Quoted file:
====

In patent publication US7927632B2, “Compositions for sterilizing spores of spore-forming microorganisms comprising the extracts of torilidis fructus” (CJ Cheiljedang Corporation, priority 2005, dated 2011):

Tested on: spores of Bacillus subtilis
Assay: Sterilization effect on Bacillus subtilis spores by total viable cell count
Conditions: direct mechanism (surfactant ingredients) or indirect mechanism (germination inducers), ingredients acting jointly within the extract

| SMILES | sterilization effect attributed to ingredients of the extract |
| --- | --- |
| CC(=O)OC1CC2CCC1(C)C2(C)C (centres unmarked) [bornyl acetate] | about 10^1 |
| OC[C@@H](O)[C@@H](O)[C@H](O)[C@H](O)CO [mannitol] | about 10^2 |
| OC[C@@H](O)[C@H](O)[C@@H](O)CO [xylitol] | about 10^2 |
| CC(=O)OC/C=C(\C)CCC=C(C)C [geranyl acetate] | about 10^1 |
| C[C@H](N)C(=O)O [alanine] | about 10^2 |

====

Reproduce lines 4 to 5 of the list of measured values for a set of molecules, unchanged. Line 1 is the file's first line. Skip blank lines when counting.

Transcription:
Conditions: direct mechanism (surfactant ingredients) or indirect mechanism (germination inducers), ingredients acting jointly within the extract

| SMILES | sterilization effect attributed to ingredients of the extract |